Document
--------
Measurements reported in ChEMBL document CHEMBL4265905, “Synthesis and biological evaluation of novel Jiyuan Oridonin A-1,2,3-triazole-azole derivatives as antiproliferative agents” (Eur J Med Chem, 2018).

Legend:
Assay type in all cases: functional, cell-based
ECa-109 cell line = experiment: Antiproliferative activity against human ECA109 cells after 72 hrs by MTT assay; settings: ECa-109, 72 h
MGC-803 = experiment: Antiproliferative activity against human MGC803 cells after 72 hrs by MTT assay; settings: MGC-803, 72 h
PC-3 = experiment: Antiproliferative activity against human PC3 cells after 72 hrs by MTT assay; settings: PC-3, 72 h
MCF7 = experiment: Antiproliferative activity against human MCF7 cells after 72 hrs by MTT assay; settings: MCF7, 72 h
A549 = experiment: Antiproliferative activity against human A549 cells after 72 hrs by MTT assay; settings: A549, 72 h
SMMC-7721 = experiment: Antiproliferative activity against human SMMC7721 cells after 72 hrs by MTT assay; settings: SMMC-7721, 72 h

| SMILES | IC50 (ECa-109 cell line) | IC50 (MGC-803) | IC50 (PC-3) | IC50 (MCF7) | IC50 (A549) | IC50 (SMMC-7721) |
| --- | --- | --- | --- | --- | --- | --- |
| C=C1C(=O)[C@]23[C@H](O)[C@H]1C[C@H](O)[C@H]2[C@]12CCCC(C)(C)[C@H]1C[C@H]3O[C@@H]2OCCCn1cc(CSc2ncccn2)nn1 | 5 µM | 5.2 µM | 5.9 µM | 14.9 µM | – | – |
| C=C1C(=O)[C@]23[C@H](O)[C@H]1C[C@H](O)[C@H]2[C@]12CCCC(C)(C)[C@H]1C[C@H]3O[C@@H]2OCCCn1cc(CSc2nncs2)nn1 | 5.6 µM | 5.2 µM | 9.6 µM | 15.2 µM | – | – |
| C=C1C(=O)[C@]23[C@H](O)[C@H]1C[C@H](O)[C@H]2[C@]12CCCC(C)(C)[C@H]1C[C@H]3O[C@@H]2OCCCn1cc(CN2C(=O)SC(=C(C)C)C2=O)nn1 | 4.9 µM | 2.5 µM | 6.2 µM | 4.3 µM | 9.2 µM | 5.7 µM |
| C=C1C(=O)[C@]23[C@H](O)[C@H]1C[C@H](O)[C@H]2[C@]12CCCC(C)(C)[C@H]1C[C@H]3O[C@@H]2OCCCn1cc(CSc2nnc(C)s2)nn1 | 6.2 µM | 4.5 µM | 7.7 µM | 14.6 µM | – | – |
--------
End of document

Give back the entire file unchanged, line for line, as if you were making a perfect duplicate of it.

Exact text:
Measurements reported in ChEMBL document CHEMBL4265905, “Synthesis and biological evaluation of novel Jiyuan Oridonin A-1,2,3-triazole-azole derivatives as antiproliferative agents” (Eur J Med Chem, 2018).

Legend:
Assay type in all cases: functional, cell-based
ECa-109 cell line = experiment: Antiproliferative activity against human ECA109 cells after 72 hrs by MTT assay; settings: ECa-109, 72 h
MGC-803 = experiment: Antiproliferative activity against human MGC803 cells after 72 hrs by MTT assay; settings: MGC-803, 72 h
PC-3 = experiment: Antiproliferative activity against human PC3 cells after 72 hrs by MTT assay; settings: PC-3, 72 h
MCF7 = experiment: Antiproliferative activity against human MCF7 cells after 72 hrs by MTT assay; settings: MCF7, 72 h
A549 = experiment: Antiproliferative activity against human A549 cells after 72 hrs by MTT assay; settings: A549, 72 h
SMMC-7721 = experiment: Antiproliferative activity against human SMMC7721 cells after 72 hrs by MTT assay; settings: SMMC-7721, 72 h

| SMILES | IC50 (ECa-109 cell line) | IC50 (MGC-803) | IC50 (PC-3) | IC50 (MCF7) | IC50 (A549) | IC50 (SMMC-7721) |
| --- | --- | --- | --- | --- | --- | --- |
| C=C1C(=O)[C@]23[C@H](O)[C@H]1C[C@H](O)[C@H]2[C@]12CCCC(C)(C)[C@H]1C[C@H]3O[C@@H]2OCCCn1cc(CSc2ncccn2)nn1 | 5 µM | 5.2 µM | 5.9 µM | 14.9 µM | – | – |
| C=C1C(=O)[C@]23[C@H](O)[C@H]1C[C@H](O)[C@H]2[C@]12CCCC(C)(C)[C@H]1C[C@H]3O[C@@H]2OCCCn1cc(CSc2nncs2)nn1 | 5.6 µM | 5.2 µM | 9.6 µM | 15.2 µM | – | – |
| C=C1C(=O)[C@]23[C@H](O)[C@H]1C[C@H](O)[C@H]2[C@]12CCCC(C)(C)[C@H]1C[C@H]3O[C@@H]2OCCCn1cc(CN2C(=O)SC(=C(C)C)C2=O)nn1 | 4.9 µM | 2.5 µM | 6.2 µM | 4.3 µM | 9.2 µM | 5.7 µM |
| C=C1C(=O)[C@]23[C@H](O)[C@H]1C[C@H](O)[C@H]2[C@]12CCCC(C)(C)[C@H]1C[C@H]3O[C@@H]2OCCCn1cc(CSc2nnc(C)s2)nn1 | 6.2 µM | 4.5 µM | 7.7 µM | 14.6 µM | – | – |